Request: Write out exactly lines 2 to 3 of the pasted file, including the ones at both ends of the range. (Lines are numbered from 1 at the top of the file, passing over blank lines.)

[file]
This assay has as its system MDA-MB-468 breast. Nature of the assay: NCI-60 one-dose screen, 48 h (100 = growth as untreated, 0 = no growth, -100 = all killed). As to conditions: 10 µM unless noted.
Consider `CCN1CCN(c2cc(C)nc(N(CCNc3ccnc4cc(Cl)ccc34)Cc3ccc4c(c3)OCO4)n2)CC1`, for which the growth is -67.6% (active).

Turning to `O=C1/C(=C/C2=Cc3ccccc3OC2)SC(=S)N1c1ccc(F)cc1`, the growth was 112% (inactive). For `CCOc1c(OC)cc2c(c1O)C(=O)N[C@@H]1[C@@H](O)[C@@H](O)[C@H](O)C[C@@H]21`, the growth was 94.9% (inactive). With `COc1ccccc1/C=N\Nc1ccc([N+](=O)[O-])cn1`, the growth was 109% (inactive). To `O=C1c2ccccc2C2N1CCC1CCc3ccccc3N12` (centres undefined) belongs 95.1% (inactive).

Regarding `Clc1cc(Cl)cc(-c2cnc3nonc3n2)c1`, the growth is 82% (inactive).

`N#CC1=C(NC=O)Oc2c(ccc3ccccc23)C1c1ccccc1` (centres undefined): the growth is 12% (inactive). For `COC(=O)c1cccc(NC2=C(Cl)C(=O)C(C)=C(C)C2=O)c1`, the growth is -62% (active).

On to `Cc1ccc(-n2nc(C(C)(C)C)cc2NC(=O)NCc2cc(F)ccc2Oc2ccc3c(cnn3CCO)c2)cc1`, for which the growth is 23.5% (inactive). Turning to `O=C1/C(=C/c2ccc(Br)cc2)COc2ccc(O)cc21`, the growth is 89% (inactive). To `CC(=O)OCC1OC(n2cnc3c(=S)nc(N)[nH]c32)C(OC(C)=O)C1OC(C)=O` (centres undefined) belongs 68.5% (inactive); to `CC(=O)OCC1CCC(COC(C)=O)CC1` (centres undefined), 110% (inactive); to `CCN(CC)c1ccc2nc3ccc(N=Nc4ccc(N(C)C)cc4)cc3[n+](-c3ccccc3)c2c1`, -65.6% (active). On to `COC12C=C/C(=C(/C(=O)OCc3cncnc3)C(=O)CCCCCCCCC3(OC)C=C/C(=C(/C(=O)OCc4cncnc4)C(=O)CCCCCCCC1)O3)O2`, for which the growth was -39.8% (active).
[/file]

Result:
Consider `CCN1CCN(c2cc(C)nc(N(CCNc3ccnc4cc(Cl)ccc34)Cc3ccc4c(c3)OCO4)n2)CC1`, for which the growth is -67.6% (active).

Turning to `O=C1/C(=C/C2=Cc3ccccc3OC2)SC(=S)N1c1ccc(F)cc1`, the growth was 112% (inactive). For `CCOc1c(OC)cc2c(c1O)C(=O)N[C@@H]1[C@@H](O)[C@@H](O)[C@H](O)C[C@@H]21`, the growth was 94.9% (inactive). With `COc1ccccc1/C=N\Nc1ccc([N+](=O)[O-])cn1`, the growth was 109% (inactive). To `O=C1c2ccccc2C2N1CCC1CCc3ccccc3N12` (centres undefined) belongs 95.1% (inactive).